Rome’s Cosmatesque floors

Italy is such living sculpture that one could easily fill a coffee table book with pictures of otherwise mundane objects that, here, have have taken on artistic flare. You could fill a profitable day just searching out interesting door knockers or doorways, drinking fountains or the weeds that sprout from rooftop tiles. We owe much of this picturesqueness to the medieval spirit that allowed craftsmanship and creativity to flourish on a human scale–and which has become less common in our age of planned obsolescence and Made in China.

Making the station church pilgrimage this year, I’ve been looking at the ground. I wrote before of the marvelous Cosmatesque floors in so many of Rome’s churches. This style is named after the Cosmati family, the medieval craftsmen who made use of Rome’s overflow of broken marble to turn what would otherwise have been refuse into charming and sometimes Escher-esque designs. It’s especially appropriate that the Cosmati’s work paves Christian churches, where sins are absolved and, picking up the fragments left by our mistakes, we are reminded that, with the help of grace, we can still manage something beautiful.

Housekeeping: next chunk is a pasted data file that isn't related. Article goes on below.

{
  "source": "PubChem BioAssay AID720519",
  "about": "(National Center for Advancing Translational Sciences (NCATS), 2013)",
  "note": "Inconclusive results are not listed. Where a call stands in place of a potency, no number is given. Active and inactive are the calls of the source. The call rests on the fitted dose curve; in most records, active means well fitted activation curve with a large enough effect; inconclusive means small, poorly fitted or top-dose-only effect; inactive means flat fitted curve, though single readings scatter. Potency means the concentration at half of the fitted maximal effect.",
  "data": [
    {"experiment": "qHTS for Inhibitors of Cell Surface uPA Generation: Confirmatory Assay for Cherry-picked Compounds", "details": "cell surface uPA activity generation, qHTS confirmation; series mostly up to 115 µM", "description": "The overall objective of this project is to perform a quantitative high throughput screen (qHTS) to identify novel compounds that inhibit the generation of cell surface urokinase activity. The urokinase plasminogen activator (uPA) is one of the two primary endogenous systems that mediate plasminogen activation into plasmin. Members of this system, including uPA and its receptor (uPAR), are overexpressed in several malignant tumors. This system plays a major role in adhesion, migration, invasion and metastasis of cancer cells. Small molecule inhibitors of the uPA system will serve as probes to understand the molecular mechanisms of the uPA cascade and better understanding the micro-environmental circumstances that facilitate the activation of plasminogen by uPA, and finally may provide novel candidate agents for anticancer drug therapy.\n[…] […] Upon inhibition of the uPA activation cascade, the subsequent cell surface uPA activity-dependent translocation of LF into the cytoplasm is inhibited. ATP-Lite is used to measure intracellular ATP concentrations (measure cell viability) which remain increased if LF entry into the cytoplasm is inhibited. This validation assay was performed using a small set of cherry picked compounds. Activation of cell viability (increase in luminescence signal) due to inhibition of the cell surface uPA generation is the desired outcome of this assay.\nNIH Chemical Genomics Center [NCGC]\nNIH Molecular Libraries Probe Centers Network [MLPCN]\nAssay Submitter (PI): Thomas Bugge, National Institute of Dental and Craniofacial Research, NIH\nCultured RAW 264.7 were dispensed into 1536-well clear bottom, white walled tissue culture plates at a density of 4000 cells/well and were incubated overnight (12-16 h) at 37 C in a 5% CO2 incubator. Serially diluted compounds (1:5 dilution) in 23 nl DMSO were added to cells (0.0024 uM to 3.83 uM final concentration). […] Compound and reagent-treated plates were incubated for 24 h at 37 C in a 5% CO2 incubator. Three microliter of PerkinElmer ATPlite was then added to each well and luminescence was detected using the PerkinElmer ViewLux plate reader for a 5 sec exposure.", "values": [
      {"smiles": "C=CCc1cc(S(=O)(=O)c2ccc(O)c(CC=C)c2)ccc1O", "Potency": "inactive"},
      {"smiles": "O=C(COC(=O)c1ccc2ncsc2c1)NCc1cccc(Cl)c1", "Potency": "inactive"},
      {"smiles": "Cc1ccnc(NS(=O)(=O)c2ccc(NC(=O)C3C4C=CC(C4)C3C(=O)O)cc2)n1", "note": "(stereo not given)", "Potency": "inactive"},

So here’s a slideshow of a handful of Rome’s graceful floors…

Author: Anthony Lusvardi, SJ

Anthony R. Lusvardi, S.J., teaches sacramental theology at the Pontifical Gregorian University in Rome. He writes on a variety of theological, cultural, and literary topics.

One thought on “Rome’s Cosmatesque floors”

  1. Just returned from a week in Rome. Was loving the 80% original Pantheon flooring. I wish I had known you were there to look you up. These are great pics.

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